P33


Law and religion in practice in South Asia 
Convenors:
Justin Jones (University of Exeter )
Nandini Chatterjee (University of Exeter)
Location:
C301
Start time:
26 July, 2012 at 16:15 (UTC+0)
Session slots:
1

Short Abstract:

Discussing how forms of legal adjudication and religious identities were profoundly transformed by their mutual encounter, this panel interrogates the interactions of law, whether defined in terms of state legal principles or normative legal practice, and the management and experience of 'religion'.

Long Abstract

This panel seeks to interrogate the interactions of law, whether defined in terms of state legal principles or normative legal practice, and the management and experience of 'religion' in South Asia. Building on a wide body of literature which has examined how forms of legal adjudication and religious identities were profoundly transformed by their mutual encounter, this panel invites discussions of such subjects as the administration of religious personal laws, state management of religious institutions, court interventions into 'religious' questions, or the centrality of legal autonomy in the making of religious community identities. This panel aims to bring together papers on colonial India and postcolonial South Asia in comparative perspective, as well as linking studies of South Asia's multiple religious communities and their various interactions with law.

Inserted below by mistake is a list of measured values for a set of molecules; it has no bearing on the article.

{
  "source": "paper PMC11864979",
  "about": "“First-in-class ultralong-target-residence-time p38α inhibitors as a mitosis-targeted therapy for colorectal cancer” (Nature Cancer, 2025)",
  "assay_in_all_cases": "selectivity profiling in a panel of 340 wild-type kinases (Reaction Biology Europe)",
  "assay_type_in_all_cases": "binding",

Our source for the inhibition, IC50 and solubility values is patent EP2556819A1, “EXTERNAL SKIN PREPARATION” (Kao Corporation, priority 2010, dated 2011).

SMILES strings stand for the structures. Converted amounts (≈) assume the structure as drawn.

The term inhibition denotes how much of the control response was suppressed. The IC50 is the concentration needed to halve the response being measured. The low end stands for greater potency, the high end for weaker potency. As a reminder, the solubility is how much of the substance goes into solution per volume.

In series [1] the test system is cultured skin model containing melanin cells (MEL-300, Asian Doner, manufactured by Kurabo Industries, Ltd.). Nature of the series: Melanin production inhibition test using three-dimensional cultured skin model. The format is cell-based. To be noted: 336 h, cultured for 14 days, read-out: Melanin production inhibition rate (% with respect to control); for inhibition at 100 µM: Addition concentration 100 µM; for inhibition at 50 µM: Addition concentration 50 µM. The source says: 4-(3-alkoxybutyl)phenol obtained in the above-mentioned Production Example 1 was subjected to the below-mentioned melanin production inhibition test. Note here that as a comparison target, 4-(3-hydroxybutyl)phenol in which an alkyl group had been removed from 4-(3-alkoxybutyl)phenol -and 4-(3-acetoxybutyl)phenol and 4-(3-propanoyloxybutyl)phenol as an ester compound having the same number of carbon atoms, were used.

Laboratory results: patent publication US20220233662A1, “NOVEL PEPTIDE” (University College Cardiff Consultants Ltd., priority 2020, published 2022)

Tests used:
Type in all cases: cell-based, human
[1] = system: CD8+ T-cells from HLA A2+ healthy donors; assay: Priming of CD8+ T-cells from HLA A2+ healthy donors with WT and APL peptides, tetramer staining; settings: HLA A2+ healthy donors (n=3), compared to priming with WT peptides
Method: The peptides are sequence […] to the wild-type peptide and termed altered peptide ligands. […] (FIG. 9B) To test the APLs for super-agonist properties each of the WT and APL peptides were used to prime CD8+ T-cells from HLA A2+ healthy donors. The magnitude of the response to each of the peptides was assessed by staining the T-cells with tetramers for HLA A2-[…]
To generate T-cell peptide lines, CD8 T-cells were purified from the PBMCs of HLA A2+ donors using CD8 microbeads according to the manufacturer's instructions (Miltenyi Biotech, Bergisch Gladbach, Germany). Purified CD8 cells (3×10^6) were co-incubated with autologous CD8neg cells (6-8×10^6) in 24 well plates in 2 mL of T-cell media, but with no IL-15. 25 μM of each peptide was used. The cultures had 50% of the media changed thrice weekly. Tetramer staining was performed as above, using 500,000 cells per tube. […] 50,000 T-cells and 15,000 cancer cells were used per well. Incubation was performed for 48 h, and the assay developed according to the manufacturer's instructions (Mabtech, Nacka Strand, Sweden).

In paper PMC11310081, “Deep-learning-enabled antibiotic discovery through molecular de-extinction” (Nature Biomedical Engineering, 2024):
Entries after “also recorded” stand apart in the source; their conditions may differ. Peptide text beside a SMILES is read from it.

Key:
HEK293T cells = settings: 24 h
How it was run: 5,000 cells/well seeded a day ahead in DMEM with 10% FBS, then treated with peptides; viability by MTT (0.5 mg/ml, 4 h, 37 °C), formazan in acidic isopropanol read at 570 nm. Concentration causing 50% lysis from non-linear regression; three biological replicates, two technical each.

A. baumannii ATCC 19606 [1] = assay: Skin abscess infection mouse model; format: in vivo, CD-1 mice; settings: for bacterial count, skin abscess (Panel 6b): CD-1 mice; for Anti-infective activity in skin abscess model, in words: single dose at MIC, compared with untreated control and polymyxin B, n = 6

Accepted papers: